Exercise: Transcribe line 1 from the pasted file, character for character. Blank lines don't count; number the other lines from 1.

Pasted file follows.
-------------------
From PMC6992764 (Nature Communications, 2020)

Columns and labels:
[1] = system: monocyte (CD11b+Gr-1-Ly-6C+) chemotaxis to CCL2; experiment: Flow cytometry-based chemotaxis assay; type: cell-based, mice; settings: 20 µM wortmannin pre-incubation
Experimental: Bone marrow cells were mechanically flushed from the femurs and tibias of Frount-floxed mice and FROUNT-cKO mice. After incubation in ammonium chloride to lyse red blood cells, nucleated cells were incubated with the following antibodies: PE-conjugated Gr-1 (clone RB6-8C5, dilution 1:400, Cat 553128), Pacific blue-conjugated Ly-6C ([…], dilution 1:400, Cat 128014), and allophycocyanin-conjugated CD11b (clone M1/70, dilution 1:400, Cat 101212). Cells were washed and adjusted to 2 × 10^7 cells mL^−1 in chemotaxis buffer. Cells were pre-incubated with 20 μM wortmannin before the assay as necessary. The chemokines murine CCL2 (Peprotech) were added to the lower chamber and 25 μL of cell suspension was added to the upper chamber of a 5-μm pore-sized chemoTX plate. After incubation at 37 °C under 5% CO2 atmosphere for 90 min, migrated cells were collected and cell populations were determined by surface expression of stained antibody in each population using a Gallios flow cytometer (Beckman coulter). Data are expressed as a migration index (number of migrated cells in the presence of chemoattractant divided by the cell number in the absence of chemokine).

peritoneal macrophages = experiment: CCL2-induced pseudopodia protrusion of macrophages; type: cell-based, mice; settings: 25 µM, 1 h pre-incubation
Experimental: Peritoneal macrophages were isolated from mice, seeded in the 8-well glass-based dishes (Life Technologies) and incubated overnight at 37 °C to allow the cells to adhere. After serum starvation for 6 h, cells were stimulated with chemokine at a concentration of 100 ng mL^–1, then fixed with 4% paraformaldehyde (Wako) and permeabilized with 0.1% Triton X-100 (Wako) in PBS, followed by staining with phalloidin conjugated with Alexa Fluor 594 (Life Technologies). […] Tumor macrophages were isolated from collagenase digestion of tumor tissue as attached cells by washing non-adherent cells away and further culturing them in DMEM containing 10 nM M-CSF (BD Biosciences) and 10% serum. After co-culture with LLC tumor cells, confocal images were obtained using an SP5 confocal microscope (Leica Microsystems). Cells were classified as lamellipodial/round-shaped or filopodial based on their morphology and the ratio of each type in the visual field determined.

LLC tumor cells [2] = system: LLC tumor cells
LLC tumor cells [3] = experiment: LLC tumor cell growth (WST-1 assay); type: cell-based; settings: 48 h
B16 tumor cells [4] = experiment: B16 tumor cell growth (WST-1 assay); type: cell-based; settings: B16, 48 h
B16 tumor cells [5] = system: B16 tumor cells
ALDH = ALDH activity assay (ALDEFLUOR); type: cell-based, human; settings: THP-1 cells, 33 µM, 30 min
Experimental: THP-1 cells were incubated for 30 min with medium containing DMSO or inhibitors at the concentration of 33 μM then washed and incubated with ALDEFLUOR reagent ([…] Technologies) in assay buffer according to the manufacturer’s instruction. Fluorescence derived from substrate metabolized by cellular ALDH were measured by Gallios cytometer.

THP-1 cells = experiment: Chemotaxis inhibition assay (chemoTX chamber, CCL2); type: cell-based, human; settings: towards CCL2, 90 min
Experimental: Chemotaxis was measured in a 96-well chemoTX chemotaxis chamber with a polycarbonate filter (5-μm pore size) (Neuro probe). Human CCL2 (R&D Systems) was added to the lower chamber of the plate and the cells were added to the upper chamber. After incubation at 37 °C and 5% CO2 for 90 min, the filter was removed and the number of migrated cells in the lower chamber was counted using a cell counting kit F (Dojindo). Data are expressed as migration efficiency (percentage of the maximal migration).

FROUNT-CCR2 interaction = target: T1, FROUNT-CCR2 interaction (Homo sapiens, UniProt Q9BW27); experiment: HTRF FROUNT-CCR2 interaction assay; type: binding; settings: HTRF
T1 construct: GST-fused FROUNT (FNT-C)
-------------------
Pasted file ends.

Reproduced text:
From PMC6992764 (Nature Communications, 2020)